Grief is a normal and natural response to loss that can feel impossible to cope with. In some cases, grief can lead to a decline in both physical health and mental health. When people think of grieving, they automatically associate it with the death of a loved one. But grief comes for many reasons—the loss of a friendship, the loss of a job, the ending of a relationship, and more. No matter the reason, it can take a serious toll on you. Of all the things you can do for yourself or a loved one to help, the most critical is understanding the grieving process.
There are five stages of the grieving process: denial, anger, bargaining, depression, and acceptance. Everyone will experience these stages at different times, for different lengths, and in a different order. Making the grieving process unpredictable and unique for everyone. In short, there is no wrong or right way to grieve. Although denial is usually the first stage and acceptance is the last stage, there is no particular order to these stages.
The grieving process impacts physical health in many ways because the connection between emotional and physical health is so strong. Sadness, regret, guilt, anxiety, and frustration can lag on for weeks or months. Prolonged exposure to these emotions has serious implications on physical health, including:
Children are at a higher risk of having a complicated grieving experience because their brains are not fully developed, meaning they have a more difficult time regulating their emotions. They are also less likely to recognize or express their need for extra support. Minority groups are also at a higher risk, due to provider bias and the inability to gain access to appropriate support. These conditions are all linked to higher risks of heart disease, high blood pressure, stroke, and substance abuse.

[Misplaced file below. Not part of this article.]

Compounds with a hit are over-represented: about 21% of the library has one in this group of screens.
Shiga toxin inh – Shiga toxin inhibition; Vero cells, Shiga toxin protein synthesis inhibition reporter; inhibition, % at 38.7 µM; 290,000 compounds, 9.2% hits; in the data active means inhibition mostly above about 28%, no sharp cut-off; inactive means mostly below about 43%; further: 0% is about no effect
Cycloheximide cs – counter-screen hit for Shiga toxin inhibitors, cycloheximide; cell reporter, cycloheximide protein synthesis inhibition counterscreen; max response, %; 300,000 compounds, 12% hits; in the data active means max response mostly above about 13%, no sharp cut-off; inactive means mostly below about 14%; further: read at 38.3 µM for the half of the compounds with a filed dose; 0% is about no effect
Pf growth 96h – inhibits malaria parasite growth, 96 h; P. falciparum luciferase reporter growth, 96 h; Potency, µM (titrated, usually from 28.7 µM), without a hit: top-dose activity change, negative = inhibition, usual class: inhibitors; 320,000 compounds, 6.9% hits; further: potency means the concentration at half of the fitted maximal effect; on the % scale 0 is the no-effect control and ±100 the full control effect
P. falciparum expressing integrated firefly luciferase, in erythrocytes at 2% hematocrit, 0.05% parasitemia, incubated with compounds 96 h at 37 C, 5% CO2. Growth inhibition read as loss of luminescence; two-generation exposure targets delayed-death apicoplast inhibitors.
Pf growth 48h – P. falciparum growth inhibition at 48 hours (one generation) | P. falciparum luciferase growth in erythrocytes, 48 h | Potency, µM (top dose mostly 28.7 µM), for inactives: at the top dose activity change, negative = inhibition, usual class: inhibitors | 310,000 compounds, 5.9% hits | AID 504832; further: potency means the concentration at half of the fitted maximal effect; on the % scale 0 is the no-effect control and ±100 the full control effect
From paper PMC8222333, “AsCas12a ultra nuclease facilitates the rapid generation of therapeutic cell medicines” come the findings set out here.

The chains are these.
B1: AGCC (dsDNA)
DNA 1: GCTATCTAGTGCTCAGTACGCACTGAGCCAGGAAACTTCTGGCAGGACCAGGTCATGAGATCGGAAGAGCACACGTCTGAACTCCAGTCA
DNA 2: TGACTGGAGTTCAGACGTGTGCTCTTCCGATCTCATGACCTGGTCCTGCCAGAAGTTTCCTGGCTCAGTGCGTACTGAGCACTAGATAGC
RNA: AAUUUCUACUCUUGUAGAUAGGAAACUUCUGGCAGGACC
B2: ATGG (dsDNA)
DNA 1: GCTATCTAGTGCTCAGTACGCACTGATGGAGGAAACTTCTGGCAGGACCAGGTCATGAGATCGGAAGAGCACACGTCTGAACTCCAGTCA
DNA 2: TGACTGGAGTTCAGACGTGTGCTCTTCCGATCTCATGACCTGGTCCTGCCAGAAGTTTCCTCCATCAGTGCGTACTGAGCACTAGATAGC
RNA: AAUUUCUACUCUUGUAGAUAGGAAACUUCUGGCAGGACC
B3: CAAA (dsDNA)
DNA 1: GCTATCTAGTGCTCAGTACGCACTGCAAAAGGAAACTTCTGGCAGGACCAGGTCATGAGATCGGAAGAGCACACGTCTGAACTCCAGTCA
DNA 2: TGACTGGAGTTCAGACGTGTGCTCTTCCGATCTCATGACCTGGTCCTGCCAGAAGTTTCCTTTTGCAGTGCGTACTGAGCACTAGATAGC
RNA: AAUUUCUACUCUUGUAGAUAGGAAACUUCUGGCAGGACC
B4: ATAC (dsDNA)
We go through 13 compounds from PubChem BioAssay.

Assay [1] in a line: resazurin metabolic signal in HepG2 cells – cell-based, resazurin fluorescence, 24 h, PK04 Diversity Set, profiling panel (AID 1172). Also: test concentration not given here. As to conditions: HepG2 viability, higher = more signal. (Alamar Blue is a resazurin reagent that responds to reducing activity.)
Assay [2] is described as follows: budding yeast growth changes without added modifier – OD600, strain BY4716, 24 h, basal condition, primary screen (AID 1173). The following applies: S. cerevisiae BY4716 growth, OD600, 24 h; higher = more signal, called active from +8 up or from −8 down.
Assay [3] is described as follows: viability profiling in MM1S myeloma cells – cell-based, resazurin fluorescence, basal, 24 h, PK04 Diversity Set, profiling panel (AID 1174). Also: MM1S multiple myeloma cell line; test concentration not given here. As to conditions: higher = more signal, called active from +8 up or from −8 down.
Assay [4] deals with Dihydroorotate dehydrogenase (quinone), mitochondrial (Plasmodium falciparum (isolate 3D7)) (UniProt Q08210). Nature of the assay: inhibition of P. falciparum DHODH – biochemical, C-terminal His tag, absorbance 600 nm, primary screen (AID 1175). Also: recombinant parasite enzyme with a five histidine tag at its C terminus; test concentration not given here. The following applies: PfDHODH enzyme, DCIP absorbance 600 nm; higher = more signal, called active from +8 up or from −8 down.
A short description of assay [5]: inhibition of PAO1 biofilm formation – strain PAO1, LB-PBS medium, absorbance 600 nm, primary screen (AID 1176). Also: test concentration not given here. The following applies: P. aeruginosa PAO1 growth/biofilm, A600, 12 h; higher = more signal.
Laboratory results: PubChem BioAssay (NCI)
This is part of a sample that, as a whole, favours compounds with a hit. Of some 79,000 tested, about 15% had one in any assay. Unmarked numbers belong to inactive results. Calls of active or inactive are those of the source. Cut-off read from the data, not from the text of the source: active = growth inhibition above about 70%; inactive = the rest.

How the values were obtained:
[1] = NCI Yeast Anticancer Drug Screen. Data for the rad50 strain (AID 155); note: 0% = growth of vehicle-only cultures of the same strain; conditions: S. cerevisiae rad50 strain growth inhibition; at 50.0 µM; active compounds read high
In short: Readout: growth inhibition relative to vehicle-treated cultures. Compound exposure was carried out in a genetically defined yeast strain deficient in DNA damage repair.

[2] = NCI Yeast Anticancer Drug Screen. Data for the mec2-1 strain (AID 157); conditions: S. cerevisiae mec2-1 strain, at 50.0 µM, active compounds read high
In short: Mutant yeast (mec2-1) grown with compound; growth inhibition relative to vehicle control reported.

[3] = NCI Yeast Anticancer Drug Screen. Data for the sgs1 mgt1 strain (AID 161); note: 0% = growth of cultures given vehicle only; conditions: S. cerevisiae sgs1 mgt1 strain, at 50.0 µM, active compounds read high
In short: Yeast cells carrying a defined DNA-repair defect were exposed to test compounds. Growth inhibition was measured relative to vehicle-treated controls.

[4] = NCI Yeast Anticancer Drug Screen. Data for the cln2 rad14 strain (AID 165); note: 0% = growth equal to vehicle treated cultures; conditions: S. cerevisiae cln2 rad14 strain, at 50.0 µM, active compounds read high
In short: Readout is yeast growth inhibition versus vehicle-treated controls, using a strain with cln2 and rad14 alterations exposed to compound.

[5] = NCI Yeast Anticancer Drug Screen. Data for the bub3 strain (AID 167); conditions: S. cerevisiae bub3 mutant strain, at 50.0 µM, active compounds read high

Grief is a sudden and traumatic experience. Having a good understanding of how it affects your health, along with good support, will help you or a loved one get through it more easily. When coping with grief of any kind, it is important to have the support of loved ones and those who understand how you feel. One way to do this is to seek out a support group that specializes in the type of grief you’re experiencing (i.e. infertility, job loss, death of a loved one, death of a child, etc..). Another great option to help process and heal is grief counseling. If you or someone you know is grieving, Medens Health is here for guidance and support with both in-person and virtual counseling. Contact us by phone or text at (833) 624-5400, or by filling out our online contact form.